Your favorite performers. Their best-ever live recordings.
Nothing beats seeing your favorite band perform live. That’s why live albums are almost always disappointing. There are, however, some spectacular exceptions. Over the years, a handful of special albums have captured the aura and energy of groundbreaking bands and musicians at their very best. These are some of our favorites…
James Brown Live at the Apollo
Brown was so sure this would be a hit that he ﬁnanced the recording himself. It is now in the Library of Congress National Recording Registry.
Jerry Lee Lewis Live at the Star Club, Hamburg
The one and only album that captures Jerry Lee’s explosive stage presence.
At Folsom Prison
This breakthrough live album, which revived Cash’s ﬂagging career, combines two shows recorded at Folsom State Prison in California.
Grateful Dead Live/Dead
No record really captures The Dead at their best, but this one—the ﬁrst live album to use 16-track recording—comes the closest.
Rolling Stones Get Yer Ya-Ya’s Out
Recorded almost entirely during two shows at the “new” Madison Square Garden and hailed as the best-ever live rock album at the time, it still more than holds its own.
Live at Leeds
The only live album made by the band when its “big four” of Roger Daltrey, Pete Townshend, Keith Moon and John Entwhistle were together.
Aretha Franklin Live at Fillmore West
Not surprisingly, the album shot to #1 on the R&B charts. Is that Billy Preston on the organ? Yes, it is!
The Allman Brothers Band
At Fillmore East
The band’s breakthrough double-LP, which includes seven songs on four sides, was recorded at Bill Graham’s club in New York over the course of three nights.
A classic example of a live album that took a popular band to a whole new level.
and the Wailers
Marley had a two-night gig in London and the crowd was so electric the ﬁrst night that he decided to record the second.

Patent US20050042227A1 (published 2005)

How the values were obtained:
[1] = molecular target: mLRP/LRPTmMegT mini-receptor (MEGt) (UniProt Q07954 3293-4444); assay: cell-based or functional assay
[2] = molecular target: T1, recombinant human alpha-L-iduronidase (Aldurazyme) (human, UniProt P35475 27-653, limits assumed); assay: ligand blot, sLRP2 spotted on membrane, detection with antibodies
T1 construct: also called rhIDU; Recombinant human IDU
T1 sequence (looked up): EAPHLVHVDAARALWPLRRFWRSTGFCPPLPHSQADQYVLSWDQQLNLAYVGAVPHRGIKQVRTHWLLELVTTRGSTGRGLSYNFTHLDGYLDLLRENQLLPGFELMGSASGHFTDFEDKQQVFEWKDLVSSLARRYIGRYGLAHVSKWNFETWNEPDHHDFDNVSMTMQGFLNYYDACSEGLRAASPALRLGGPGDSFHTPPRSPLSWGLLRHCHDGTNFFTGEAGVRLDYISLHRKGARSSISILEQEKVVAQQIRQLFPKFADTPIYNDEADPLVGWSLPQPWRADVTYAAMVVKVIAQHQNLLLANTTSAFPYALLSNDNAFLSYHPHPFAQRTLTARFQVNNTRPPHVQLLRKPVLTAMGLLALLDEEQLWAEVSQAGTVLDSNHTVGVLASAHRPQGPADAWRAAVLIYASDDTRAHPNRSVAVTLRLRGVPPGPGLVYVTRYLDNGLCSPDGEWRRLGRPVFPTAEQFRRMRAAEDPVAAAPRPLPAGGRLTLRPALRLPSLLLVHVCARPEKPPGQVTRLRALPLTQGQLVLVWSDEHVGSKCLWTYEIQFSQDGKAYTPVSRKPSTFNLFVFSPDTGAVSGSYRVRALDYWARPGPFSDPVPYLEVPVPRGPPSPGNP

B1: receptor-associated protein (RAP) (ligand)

Heyday of the Live Album
Why so many ‘70s discs on the list? When Johnny Cash released his Folsom Prison album, it was an eye-opener for the record industry, which had mostly released unimaginative, low-quality live albums for its top stars as quick-hit moneymakers. Cash proved to his fellow musicians and their labels that a live album could be its own sensational work of art and soon everyone was investing in concert recordings. The technology of the 1970s was crude by modern standards, but there was enough engineering talent to clean up the background noise without losing the crackling energy of performers playing to their Joel Baldwin/Look Magazine adoring fans. By the early 1980s, however, live albums had fallen out of favor. MTV triggered a brief revival with its Unplugged series, but we may never see (or hear) albums like the ones we plucked out of the record store racks all those years ago.
Earth, Wind & Fire Gratitude
A few non-live numbers are included, but here is EWF at the absolute height of its power.
Peter Frampton Frampton Comes Alive!
The album dropped in January, beginning a long and remarkable climb to #1 four months later on the strengths of the singles “Show Me the Way,” “Do You Feel Like We Do” and “Baby, I Love Your Way.”
Bob Seger & the Silver Bullet Band Live Bullet
A Detroit rock hero live in the Motor City, it features the indelible “Turn the Page.” Seger’s next album was Night Moves.
Paul McCartney & Wings
Wings Over America
Criticized for months of clean-up work in the studio, but what a surprise when the long-awaited double-LP came out as a triple album!
Jazz aﬁcionados are fond of arguing that the ﬁrst truly great live albums were jazz recordings. And you know what? They’re right. Here are ﬁve of the best…
Duke Ellington At Newport
Arguably the ﬁnest live performance ever captured of The Duke.
1961 • Bill Evans
Sunday at the Village Vanguard
A great jazz trio ﬁring on all cylinders.
1962 • John Coltrane
Live! At The Village Vanguard
Complex, textured and sometimes hard to follow, this was undoubtedly Coltrane’s most challenging album.